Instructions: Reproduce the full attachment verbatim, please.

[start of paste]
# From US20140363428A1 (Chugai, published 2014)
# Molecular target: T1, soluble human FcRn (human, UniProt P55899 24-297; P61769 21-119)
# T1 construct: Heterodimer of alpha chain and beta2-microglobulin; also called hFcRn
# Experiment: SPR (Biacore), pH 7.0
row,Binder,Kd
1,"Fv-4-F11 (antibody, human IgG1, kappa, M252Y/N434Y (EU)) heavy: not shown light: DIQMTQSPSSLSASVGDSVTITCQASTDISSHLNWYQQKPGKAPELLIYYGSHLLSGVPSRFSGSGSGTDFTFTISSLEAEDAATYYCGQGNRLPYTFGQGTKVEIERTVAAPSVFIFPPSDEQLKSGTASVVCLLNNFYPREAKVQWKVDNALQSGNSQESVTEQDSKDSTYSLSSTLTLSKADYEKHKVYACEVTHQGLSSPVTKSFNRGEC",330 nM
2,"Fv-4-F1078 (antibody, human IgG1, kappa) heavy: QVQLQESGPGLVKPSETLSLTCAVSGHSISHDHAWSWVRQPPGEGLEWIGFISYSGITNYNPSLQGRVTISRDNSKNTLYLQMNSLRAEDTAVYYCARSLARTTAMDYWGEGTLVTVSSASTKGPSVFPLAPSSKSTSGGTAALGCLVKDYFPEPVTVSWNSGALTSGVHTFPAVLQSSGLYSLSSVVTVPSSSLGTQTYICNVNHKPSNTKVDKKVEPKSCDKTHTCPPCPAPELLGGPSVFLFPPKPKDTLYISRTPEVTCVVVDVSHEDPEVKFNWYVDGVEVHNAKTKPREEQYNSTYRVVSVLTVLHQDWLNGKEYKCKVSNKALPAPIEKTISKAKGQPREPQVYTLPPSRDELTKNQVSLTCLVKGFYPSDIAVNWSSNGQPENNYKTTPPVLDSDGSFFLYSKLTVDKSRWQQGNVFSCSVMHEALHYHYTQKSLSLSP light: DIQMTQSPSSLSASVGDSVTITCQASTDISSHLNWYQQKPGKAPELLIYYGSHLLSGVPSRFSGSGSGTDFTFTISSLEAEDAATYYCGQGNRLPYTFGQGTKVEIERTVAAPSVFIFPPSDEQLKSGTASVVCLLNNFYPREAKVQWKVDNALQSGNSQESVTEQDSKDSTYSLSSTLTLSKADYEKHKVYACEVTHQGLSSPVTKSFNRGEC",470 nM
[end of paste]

# From US20140363428A1 (Chugai, published 2014)
# Molecular target: T1, soluble human FcRn (human, UniProt P55899 24-297; P61769 21-119)
# T1 construct: Heterodimer of alpha chain and beta2-microglobulin; also called hFcRn
# Experiment: SPR (Biacore), pH 7.0
row,Binder,Kd
1,"Fv-4-F11 (antibody, human IgG1, kappa, M252Y/N434Y (EU)) heavy: not shown light: DIQMTQSPSSLSASVGDSVTITCQASTDISSHLNWYQQKPGKAPELLIYYGSHLLSGVPSRFSGSGSGTDFTFTISSLEAEDAATYYCGQGNRLPYTFGQGTKVEIERTVAAPSVFIFPPSDEQLKSGTASVVCLLNNFYPREAKVQWKVDNALQSGNSQESVTEQDSKDSTYSLSSTLTLSKADYEKHKVYACEVTHQGLSSPVTKSFNRGEC",330 nM
2,"Fv-4-F1078 (antibody, human IgG1, kappa) heavy: QVQLQESGPGLVKPSETLSLTCAVSGHSISHDHAWSWVRQPPGEGLEWIGFISYSGITNYNPSLQGRVTISRDNSKNTLYLQMNSLRAEDTAVYYCARSLARTTAMDYWGEGTLVTVSSASTKGPSVFPLAPSSKSTSGGTAALGCLVKDYFPEPVTVSWNSGALTSGVHTFPAVLQSSGLYSLSSVVTVPSSSLGTQTYICNVNHKPSNTKVDKKVEPKSCDKTHTCPPCPAPELLGGPSVFLFPPKPKDTLYISRTPEVTCVVVDVSHEDPEVKFNWYVDGVEVHNAKTKPREEQYNSTYRVVSVLTVLHQDWLNGKEYKCKVSNKALPAPIEKTISKAKGQPREPQVYTLPPSRDELTKNQVSLTCLVKGFYPSDIAVNWSSNGQPENNYKTTPPVLDSDGSFFLYSKLTVDKSRWQQGNVFSCSVMHEALHYHYTQKSLSLSP light: DIQMTQSPSSLSASVGDSVTITCQASTDISSHLNWYQQKPGKAPELLIYYGSHLLSGVPSRFSGSGSGTDFTFTISSLEAEDAATYYCGQGNRLPYTFGQGTKVEIERTVAAPSVFIFPPSDEQLKSGTASVVCLLNNFYPREAKVQWKVDNALQSGNSQESVTEQDSKDSTYSLSSTLTLSKADYEKHKVYACEVTHQGLSSPVTKSFNRGEC",470 nM